Research to improve pest risk methods

The International Pest Risk Research Group is focused on improving pest risk modelling and mapping methods through the application and sharing of rigorous, innovative research.

Mark your calendars for IPRRG 2019 in Poznań, Poland!

Mark your calendars for IPRRG 2019 in Poznań, Poland!

The 13th Meeting of the International Pest Risk Research Group will be held 3-6 September 2019 in Poznań, Poland. The IPRRG is hosting the meeting in association with the Institute of Plant Protection, Poland, and the European and Mediterranean Plant Protection Organization (EPPO / OEPP).

We will be issuing a call for abstracts in the early part of 2019. Travel information and other details will be available soon on the "IPRRG 2019" meeting page.

Visit the "IPRRG 2019" page

IPRRG 2018 - PDFs of presentations are now available!

IPRRG 2018 - PDFs of presentations are now available!

Our 12th annual meeting was held 16-19 October 2018 in Taichung, Taiwan. The meeting was hosted in association with the Taiwan Agricultural Research Institute (TARI) and National Chung Hsing University (NCHU).

Participant presentations and other materials from the meeting are available from the link below. You may also visit the "Past Meetings" page.

Visit the "IPRRG 2018" archive

What is Project Stinky?

What is Project Stinky?

In 2015, IPRRG embarked on an ambitious new project: a global pest risk assessment for the brown marmorated stink bug, Halyomorpha halys (Stål). The effort, codenamed "Project Stinky", is intended to focus the skills and talents of the Group on a pressing issue and to demonstrate the Group's value to scientists, managers, and policy makers.

The project had its first output published in the Journal of Pest Science in May 2017.

To learn more, visit the "Project Stinky" page

Helicoverpa armigera invading the Americas

Helicoverpa armigera larva in maize (Photo Tek Tay, CSIRO)

Helicoverpa armigera larva in maize (Photo Tek Tay, CSIRO)

Helicoverpa armigera has recently been discovered in South America.  It has since been tracked spreading into the Caribbean.  Pest risk modelling has revealed that most of the US crop production may be at some degree of risk from this pest, which has developed resistance to most pesticides.  The rapid northward spread in the Americas suggests that it is now a matter of when, rather than if it will invade the USA.  The pest risk research has been published in PLOS One.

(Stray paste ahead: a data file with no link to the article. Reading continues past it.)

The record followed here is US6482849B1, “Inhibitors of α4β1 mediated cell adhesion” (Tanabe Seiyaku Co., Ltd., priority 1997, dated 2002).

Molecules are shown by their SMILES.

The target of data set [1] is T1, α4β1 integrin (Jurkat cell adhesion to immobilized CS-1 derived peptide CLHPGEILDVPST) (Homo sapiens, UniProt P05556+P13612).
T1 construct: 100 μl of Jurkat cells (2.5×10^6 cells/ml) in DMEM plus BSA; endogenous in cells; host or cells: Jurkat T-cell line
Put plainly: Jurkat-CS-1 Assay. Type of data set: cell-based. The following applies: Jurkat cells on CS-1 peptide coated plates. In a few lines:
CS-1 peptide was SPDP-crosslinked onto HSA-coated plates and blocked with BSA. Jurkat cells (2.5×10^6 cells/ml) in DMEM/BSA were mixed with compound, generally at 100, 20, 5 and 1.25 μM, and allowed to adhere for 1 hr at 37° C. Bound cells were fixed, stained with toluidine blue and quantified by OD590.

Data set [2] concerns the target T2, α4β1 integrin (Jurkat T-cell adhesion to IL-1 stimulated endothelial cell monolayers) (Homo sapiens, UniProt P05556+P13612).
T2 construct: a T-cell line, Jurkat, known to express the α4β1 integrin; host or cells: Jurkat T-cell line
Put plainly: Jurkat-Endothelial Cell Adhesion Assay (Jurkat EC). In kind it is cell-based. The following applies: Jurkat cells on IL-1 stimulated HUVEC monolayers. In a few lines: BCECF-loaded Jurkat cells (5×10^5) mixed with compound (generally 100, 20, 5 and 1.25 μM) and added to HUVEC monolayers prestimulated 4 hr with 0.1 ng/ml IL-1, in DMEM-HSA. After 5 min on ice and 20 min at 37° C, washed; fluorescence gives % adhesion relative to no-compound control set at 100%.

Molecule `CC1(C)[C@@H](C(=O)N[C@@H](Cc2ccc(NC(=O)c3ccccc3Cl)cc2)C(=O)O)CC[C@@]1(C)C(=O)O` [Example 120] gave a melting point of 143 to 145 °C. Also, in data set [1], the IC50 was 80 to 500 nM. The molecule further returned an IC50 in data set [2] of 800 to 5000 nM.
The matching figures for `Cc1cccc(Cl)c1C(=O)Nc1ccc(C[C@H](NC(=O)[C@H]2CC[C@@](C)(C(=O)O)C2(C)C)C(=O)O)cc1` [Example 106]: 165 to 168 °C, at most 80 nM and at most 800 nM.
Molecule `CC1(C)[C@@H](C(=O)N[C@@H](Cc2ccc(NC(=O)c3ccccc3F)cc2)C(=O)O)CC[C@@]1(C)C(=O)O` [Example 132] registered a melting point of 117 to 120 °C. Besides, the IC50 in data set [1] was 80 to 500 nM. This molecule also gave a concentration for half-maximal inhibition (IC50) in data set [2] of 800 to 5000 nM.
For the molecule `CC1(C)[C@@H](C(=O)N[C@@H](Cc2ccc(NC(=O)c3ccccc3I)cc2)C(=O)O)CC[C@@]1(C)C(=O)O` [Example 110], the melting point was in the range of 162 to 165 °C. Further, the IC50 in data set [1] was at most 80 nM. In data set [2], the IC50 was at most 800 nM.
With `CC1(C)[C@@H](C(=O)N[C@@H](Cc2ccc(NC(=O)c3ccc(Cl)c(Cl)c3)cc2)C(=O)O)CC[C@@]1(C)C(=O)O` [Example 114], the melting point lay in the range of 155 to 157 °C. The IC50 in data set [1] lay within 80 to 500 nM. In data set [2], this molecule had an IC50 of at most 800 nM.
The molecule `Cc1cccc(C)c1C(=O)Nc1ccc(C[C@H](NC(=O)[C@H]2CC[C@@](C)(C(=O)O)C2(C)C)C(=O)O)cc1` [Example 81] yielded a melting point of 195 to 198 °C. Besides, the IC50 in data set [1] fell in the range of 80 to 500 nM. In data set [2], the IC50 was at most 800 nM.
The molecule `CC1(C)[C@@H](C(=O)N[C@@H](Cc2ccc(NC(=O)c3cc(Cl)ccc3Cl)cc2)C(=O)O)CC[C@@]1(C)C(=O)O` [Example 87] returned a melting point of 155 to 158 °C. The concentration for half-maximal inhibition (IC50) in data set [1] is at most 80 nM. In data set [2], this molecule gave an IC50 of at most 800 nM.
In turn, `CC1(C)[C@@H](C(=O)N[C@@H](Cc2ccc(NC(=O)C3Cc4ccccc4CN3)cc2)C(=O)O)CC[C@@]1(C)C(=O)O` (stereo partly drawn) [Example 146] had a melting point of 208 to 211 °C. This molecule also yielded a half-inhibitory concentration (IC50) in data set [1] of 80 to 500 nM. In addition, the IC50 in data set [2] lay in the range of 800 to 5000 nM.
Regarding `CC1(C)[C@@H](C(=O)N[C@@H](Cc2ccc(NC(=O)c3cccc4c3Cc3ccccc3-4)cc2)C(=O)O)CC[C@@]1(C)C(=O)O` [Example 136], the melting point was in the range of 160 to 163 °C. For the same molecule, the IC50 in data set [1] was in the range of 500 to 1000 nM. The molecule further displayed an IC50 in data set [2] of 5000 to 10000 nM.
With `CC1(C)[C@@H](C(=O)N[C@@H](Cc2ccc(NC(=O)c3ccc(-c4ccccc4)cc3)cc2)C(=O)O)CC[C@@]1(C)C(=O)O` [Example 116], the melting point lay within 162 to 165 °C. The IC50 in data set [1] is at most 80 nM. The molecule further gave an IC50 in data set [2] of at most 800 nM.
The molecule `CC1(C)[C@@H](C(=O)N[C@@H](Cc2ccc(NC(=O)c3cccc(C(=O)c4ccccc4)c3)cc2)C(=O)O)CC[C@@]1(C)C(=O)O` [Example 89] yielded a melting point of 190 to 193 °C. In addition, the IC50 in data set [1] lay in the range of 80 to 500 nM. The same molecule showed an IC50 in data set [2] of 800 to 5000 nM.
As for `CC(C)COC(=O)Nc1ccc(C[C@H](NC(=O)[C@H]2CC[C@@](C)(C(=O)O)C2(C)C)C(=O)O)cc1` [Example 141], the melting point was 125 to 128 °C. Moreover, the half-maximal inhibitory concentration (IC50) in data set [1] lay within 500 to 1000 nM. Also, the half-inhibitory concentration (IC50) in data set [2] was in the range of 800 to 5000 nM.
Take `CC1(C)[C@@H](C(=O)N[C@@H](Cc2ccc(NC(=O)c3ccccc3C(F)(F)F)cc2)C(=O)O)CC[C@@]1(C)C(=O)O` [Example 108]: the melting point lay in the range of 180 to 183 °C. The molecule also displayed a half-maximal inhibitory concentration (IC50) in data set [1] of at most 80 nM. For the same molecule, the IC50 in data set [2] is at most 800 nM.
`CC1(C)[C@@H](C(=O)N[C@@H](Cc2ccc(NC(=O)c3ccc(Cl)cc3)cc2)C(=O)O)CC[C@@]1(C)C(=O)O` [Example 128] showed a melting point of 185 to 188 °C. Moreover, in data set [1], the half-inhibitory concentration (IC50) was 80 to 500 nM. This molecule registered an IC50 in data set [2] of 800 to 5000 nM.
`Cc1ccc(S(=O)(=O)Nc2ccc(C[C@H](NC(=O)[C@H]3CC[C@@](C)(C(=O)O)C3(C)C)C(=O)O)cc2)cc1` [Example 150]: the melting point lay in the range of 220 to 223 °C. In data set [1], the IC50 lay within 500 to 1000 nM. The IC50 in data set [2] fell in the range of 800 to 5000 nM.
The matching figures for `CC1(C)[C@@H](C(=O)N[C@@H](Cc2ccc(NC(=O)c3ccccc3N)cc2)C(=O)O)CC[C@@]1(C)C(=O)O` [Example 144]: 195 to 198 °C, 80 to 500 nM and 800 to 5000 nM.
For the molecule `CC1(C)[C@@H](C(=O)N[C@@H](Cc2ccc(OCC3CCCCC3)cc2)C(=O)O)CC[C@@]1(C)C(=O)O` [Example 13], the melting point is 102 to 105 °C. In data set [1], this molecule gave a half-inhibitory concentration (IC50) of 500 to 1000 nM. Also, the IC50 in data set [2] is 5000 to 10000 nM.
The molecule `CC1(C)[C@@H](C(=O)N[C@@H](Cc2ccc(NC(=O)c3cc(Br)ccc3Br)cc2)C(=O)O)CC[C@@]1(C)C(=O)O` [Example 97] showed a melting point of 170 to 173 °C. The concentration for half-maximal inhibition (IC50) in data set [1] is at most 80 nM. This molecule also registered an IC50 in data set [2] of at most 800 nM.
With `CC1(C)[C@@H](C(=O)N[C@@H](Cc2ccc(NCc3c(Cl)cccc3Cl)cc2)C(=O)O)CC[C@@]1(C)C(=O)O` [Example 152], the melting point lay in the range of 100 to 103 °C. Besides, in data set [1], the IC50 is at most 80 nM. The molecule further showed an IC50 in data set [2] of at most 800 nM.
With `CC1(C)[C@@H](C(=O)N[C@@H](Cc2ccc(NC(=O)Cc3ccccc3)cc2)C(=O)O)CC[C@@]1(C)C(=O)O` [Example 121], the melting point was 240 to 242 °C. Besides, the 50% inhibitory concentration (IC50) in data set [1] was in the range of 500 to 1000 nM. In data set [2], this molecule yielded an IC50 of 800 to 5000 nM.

The potential distribution of Helicoverpa armigera

The current and potential distribution of Helicoverpa armigera

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Panama disease in Queensland bananas

  Fusarium oxysporum f. sp. cubense Tropical Race 4 has been detected in Queensland, Australia.  In a blow to lovers of Cavendish bananas, this devastating vascular soil borne disease of bananas has been discovered in Tully, North Queensland, Australia.  This news is particularly difficult for Queenslanders to accept, as they are affectionately known within Australia […]

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Myrtle Rust in Tasmania

Myrtle Rust, caused by Puccinia psidii s.l. has been detected in Tasmania, Australia.  Also known as Guava or Eucalypt rust, this pathogen has an extremely wide host range, focused on the Myrtaceae.  There have been a number of pest risk analyses prepared and published by our members.  One of these indicated that parts of Tasmania […]

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